Finally, there's Libya. Muammar Gaddafi once patronized Palestinian terrorists who attacked Israel. But that was decades ago. The greatest Libyan threat to Israel now comes from the many weapons that went missing in the war that raged throughout 2011, which are allegedly pouring into Gaza with the help of Beduin in the Sinai Peninsula. But the means for those weapons to arrive in Gaza have not changed. The Israelis will need to continue to deny these weapons entry via smuggling routes and tunnels.
A better-armed Hamas is worrisome, but Hamas is a train wreck. In addition to the financial hardships owing to international sanctions against Iran (the group's primary patron), the ongoing carnage in Syria has forced its external leaders to flee Damascus. It's unclear that any other Arab state will bear the burden of harboring the group, given the expected fallout with Washington.
Notably, Hamas appears to be wooing Jordan. This is obviously cause for concern in Israel, which made peace with the Hashemite Kingdom. In 1999, King Hussein of Jordan threw Hamas out of the country, but his son Abdullah is now mending fences with the group in hopes of wooing the Jordanian Muslim Brotherhood into a political partnership.
But, he too, will likely deny Hamas safe haven. He wants to shore up his rule, but cannot threaten his alliance with Washington. If Abdullah fell, that would mean trouble for Israel. But that's an unlikely scenario for the near term.
So far, the greatest question mark of the Arab Spring is the Palestinians.
Palestinian Authority President Mahmoud Abbas has interpreted the protests as a green light to spurn Jerusalem and Washington to pursue recognition of Palestinian statehood at the United Nations. Abbas reportedly intends to continue this campaign in 2012, challenging the Israelis in international legal fora and beyond. With no discernible peace parameters in place, the Palestinian position has become something of a wild card for Israel.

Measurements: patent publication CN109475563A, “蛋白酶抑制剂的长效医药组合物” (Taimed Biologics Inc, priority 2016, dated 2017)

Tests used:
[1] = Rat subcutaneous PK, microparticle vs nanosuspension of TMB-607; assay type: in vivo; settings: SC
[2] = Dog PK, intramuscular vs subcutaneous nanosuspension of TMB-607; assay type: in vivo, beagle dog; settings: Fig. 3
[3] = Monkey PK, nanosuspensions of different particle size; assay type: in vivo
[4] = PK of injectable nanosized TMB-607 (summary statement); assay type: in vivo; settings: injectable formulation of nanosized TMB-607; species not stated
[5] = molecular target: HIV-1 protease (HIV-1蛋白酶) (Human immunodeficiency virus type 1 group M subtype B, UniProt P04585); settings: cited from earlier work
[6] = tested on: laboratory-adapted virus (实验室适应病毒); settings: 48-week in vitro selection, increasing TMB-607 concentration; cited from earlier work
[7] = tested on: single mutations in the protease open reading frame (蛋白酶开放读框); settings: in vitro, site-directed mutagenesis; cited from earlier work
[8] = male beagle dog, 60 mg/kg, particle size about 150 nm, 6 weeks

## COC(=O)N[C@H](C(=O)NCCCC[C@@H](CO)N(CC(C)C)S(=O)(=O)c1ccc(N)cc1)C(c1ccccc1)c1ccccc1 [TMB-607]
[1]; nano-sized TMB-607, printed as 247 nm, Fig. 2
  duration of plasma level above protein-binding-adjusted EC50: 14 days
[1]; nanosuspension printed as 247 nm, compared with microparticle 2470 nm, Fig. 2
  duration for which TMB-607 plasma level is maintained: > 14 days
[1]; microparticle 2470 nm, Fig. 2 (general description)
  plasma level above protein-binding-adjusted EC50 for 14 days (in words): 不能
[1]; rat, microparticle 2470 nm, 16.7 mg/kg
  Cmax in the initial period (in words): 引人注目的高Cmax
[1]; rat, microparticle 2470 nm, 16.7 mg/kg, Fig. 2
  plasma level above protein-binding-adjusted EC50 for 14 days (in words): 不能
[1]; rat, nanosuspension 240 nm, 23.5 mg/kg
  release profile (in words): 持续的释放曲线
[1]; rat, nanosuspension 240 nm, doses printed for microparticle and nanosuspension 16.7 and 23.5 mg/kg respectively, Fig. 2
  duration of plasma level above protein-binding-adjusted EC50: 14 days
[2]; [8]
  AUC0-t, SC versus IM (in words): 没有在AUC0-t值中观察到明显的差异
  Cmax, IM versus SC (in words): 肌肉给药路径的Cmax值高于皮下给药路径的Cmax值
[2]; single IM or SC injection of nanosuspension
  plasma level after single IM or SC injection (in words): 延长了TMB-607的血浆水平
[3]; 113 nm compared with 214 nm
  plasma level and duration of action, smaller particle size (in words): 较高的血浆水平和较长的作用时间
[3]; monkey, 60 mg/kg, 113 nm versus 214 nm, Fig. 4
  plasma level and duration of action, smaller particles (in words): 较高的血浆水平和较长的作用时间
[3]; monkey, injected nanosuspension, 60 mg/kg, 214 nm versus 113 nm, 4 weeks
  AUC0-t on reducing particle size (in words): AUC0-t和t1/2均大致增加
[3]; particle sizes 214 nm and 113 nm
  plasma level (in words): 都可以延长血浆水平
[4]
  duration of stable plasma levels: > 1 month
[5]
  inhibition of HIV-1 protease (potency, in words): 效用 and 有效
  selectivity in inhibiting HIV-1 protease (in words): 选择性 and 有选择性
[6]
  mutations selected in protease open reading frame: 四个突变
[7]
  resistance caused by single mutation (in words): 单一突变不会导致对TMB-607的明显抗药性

But for the time being, the Palestinians are unlikely to launch another intifada. Indeed, while violent groups may attempt more attacks against Israel on an ad hoc basis, Palestinians leaders in the West Bank quietly cede that they are still regrouping after an exhausting round of fighting with the Israelis during the second intifada (2000-2005).
Of course, the sands shift daily. Israeli security analysts must struggle to make sense of the ongoing instability. As they do, they continue to churn out new worst-case scenarios on a daily or weekly basis.
Here's the best of the bad news: the Arab protests amount to a much-needed reminder to the Israelis that their region is filled with Islamists, and that paying off dictators cannot solve Israel's problems in the long term.
But here's real bad news: the Arab protests are a distraction from the threat of a nuclear Iran. The regime in Tehran continues to inch closer to the nuclear threshold, but the Israeli response is still fuzzy. Will the Israelis neutralize it with force? Has the Obama administration given them a green light? Judging from the heated debate inside Israel, and the outward disagreements with Washington, Israel's way forward is far from settled.
The Arab Spring may feel like a harsh winter, but the real winds of war continue to blow farther east.
The writer is a former terrorism analyst at the US Treasury and now serves as vice president for research at the Foundation for Defense of Democracies.